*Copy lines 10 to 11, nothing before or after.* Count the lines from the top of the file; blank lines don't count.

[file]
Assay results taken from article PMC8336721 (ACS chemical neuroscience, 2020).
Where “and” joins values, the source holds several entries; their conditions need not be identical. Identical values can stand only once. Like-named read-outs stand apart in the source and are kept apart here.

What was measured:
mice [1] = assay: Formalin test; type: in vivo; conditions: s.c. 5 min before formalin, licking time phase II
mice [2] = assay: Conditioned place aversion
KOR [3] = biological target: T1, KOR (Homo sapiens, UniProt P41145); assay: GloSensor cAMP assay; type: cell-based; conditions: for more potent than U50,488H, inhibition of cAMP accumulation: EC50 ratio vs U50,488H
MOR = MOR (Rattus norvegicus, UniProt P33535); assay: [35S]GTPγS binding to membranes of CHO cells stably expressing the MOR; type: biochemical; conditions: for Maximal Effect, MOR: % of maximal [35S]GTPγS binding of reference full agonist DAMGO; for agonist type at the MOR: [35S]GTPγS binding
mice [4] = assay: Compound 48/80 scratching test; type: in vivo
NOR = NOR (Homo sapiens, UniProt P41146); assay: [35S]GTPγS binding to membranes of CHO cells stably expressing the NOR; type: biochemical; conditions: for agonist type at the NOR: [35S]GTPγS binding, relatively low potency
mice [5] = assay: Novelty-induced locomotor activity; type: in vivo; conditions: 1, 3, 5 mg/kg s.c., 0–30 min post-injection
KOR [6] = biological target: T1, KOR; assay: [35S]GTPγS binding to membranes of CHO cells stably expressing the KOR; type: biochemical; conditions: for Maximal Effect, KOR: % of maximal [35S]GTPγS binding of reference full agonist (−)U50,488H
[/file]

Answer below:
mice [5] = assay: Novelty-induced locomotor activity; type: in vivo; conditions: 1, 3, 5 mg/kg s.c., 0–30 min post-injection
KOR [6] = biological target: T1, KOR; assay: [35S]GTPγS binding to membranes of CHO cells stably expressing the KOR; type: biochemical; conditions: for Maximal Effect, KOR: % of maximal [35S]GTPγS binding of reference full agonist (−)U50,488H